Cloud computing is predicted to spawn millions of new jobs in the next few years in and outside of IT as companies moving to the cloud redeploy the money they now spend to maintain in-house systems.
Global tech research and advisory firm IDC says by the end of 2015 almost 14 million new jobs will be created by the shift to public and private cloud services. Most of those new jobs will be outside the U.S. and Canada; China and India will see much of the growth. IDC predicts those two countries will share 6.75 million new jobs. North America will get 1.2 million new jobs, most of them in the U.S.
Underwritten by Microsoft, the IDC research says the nascent cloud-computing movement “already has begun changing how IT delivers economic value to countries, cities, industries, and small businesses. This is because cloud computing comes with unique economic leverage that means a little money spent up front leads to impressive returns down the line.”
IDC predicts that half the new jobs will go to small and mid-sized businesses, in part because they’ll move to the cloud more rapidly than large firms, which have invested in on-premises, enterprise systems. Smaller firms are also more plentiful, including in some of the industries IDC expects will be the largest beneficiaries of the job growth, though their IT spending is significantly less than it is at larger firms.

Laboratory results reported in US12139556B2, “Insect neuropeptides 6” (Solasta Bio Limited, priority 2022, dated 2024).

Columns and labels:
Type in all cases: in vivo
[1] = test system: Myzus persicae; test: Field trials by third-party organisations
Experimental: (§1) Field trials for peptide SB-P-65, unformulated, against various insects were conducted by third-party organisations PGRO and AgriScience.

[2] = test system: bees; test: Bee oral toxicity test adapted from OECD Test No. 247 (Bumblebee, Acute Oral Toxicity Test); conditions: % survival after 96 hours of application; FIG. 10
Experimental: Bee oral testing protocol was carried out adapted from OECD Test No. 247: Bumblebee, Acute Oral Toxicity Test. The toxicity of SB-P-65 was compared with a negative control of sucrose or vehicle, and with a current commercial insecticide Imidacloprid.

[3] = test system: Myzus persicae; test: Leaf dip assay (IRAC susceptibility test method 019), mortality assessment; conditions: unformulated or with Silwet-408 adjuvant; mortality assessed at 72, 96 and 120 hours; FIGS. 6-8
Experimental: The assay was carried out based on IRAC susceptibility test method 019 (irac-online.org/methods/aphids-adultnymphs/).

While nearly all industries will add jobs as a result of the cloud computing movement, IDC says the banking, communications and media, and discrete manufacturing will each add at least a million jobs by the end of 2015. The two former segments, though slow to adopt cloud computing, will generate more jobs than the early adopters “because they are big segments and spend a lot on IT.”
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These new jobs will come about through IT innovation; time and money now spent managing in-house systems will be freed up for other projects. “The basic rationale for job growth is that IT innovation allows for business innovation, which leads to business revenue, which leads to job creation,” write the study authors. Rather than eliminate IT jobs, the authors report that CIOs “look at migration to cloud computing as a way to free up existing resources to work on more innovative projects.”
According to the IDC research, “Increased business revenue from the IT innovation enabled by cloud could reach $1.1 trillion a year by 2015 across the countries studied.”